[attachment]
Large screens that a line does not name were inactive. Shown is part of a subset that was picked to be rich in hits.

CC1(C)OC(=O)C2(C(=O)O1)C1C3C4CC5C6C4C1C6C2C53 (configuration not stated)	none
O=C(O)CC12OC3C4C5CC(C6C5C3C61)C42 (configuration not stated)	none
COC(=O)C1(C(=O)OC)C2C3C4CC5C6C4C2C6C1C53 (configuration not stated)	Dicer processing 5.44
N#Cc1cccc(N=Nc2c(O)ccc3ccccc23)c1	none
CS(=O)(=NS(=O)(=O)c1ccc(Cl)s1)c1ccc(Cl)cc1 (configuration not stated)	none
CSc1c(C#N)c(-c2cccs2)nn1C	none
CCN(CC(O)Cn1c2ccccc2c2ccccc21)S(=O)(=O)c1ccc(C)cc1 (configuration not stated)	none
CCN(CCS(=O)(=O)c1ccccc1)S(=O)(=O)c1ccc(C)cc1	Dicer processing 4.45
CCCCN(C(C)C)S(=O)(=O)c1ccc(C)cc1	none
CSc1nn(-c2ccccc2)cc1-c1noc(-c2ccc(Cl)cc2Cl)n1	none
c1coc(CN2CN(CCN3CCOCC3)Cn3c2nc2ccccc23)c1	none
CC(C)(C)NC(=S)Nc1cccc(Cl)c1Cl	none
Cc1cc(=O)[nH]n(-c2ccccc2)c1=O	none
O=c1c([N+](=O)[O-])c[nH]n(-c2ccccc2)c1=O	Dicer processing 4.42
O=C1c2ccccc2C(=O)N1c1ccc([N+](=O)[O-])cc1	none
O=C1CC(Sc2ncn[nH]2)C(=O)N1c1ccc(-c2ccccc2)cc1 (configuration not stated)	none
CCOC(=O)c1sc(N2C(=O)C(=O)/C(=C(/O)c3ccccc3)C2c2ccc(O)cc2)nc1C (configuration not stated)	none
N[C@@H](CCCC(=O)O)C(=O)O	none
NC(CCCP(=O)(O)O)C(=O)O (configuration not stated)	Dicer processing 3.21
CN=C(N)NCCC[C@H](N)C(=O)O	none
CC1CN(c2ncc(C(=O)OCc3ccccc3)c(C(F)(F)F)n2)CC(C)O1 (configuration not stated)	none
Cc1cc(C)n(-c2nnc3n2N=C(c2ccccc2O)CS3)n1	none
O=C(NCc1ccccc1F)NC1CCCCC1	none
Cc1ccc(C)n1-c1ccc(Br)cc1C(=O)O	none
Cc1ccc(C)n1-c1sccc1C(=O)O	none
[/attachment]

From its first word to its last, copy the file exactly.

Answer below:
Large screens that a line does not name were inactive. Shown is part of a subset that was picked to be rich in hits.

CC1(C)OC(=O)C2(C(=O)O1)C1C3C4CC5C6C4C1C6C2C53 (configuration not stated)	none
O=C(O)CC12OC3C4C5CC(C6C5C3C61)C42 (configuration not stated)	none
COC(=O)C1(C(=O)OC)C2C3C4CC5C6C4C2C6C1C53 (configuration not stated)	Dicer processing 5.44
N#Cc1cccc(N=Nc2c(O)ccc3ccccc23)c1	none
CS(=O)(=NS(=O)(=O)c1ccc(Cl)s1)c1ccc(Cl)cc1 (configuration not stated)	none
CSc1c(C#N)c(-c2cccs2)nn1C	none
CCN(CC(O)Cn1c2ccccc2c2ccccc21)S(=O)(=O)c1ccc(C)cc1 (configuration not stated)	none
CCN(CCS(=O)(=O)c1ccccc1)S(=O)(=O)c1ccc(C)cc1	Dicer processing 4.45
CCCCN(C(C)C)S(=O)(=O)c1ccc(C)cc1	none
CSc1nn(-c2ccccc2)cc1-c1noc(-c2ccc(Cl)cc2Cl)n1	none
c1coc(CN2CN(CCN3CCOCC3)Cn3c2nc2ccccc23)c1	none
CC(C)(C)NC(=S)Nc1cccc(Cl)c1Cl	none
Cc1cc(=O)[nH]n(-c2ccccc2)c1=O	none
O=c1c([N+](=O)[O-])c[nH]n(-c2ccccc2)c1=O	Dicer processing 4.42
O=C1c2ccccc2C(=O)N1c1ccc([N+](=O)[O-])cc1	none
O=C1CC(Sc2ncn[nH]2)C(=O)N1c1ccc(-c2ccccc2)cc1 (configuration not stated)	none
CCOC(=O)c1sc(N2C(=O)C(=O)/C(=C(/O)c3ccccc3)C2c2ccc(O)cc2)nc1C (configuration not stated)	none
N[C@@H](CCCC(=O)O)C(=O)O	none
NC(CCCP(=O)(O)O)C(=O)O (configuration not stated)	Dicer processing 3.21
CN=C(N)NCCC[C@H](N)C(=O)O	none
CC1CN(c2ncc(C(=O)OCc3ccccc3)c(C(F)(F)F)n2)CC(C)O1 (configuration not stated)	none
Cc1cc(C)n(-c2nnc3n2N=C(c2ccccc2O)CS3)n1	none
O=C(NCc1ccccc1F)NC1CCCCC1	none
Cc1ccc(C)n1-c1ccc(Br)cc1C(=O)O	none
Cc1ccc(C)n1-c1sccc1C(=O)O	none